1. Avoid lumping.
A recent program for ethnic minority and disabled artists offered a standard bursary to attend programming at a major arts festival so participants like me could learn about taking work there in the future. The program connected me and my colleagues to festival programmers and artists who had presented work at the aforementioned festival in the past. Yet, the program seemed blissfully unaware that additional financial and logistical needs might be relevant for colleagues of mine who had disabilities, until those colleagues advocated for themselves. This was based on a serious flaw in logic: that ethnic minority and disabled artists can be lumped together and treated in an undifferentiated way, as if the needs of ethnic minority artists and disabled artists are one and the same. To engage with difference is to both recognize that it exists and accommodate it on its own terms, rather than on the terms of the majority.
2. Recognize intersectionality.
Just because a program identifies a particular identity marker that it seeks to target or focus on, doesn’t mean that the person who applies for and participates in said program is a monolithic robot. Rather, it is important to recognize that the needs and objectives that participants have for participating in such programs may differ widely from other program participants, even if they share some surface-level characteristic that the program has ascribed to them. A prime example of this came when an opportunity recently arose for me to apply for a minority-based version of one of multiple part-time civic engagement positions. I turned it down for a host of reasons, not least of which is that the creation of only a few slots for minority individuals continues institutional strangleholds on resources at the same time as it allows that institutions to be perceived as improving opportunities for minorities despite increasing competition among them. Intersectionality is useful here, because it showcases the ways in which multiple aspects of identity must be catered for. For those unfamiliar with the term, it is worth investigating further, as it is part and parcel of the discourse used by minority artists on both sides of the Atlantic.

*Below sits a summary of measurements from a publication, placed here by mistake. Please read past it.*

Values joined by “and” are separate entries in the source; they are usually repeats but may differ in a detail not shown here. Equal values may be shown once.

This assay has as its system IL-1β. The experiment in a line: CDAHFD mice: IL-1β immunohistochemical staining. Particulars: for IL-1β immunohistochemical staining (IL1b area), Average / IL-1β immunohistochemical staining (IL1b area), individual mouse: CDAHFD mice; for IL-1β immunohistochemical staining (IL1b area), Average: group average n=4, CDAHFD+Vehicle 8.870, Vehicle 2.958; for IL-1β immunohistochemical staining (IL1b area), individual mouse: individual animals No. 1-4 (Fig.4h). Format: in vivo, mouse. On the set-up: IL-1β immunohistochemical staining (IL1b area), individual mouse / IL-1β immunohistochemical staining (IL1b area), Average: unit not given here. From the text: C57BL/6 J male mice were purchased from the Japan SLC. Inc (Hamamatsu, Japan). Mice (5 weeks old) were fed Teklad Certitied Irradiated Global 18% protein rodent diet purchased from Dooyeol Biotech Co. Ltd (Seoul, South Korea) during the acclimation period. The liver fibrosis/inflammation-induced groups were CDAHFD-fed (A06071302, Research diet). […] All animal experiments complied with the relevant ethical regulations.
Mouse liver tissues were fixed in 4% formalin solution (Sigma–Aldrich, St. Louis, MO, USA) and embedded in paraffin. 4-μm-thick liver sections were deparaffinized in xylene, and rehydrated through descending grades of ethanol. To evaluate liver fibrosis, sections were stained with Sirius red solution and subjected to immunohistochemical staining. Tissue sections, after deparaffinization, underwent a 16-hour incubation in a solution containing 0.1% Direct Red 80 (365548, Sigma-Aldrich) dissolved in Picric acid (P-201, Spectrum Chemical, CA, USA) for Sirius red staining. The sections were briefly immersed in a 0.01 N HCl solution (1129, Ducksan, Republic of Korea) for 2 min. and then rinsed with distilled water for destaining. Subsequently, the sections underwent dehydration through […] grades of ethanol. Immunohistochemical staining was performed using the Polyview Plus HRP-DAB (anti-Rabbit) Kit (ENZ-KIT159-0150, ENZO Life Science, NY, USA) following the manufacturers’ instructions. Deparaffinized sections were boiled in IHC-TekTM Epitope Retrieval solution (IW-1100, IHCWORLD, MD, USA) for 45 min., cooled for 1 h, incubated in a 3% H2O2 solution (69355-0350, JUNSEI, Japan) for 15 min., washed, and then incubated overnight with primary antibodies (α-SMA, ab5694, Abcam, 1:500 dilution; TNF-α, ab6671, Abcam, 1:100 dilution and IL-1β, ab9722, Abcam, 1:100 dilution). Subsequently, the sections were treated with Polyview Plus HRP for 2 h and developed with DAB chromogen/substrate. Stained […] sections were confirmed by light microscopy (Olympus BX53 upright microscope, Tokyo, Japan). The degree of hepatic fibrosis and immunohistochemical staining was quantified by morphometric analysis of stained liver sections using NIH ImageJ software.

3. Individualize support.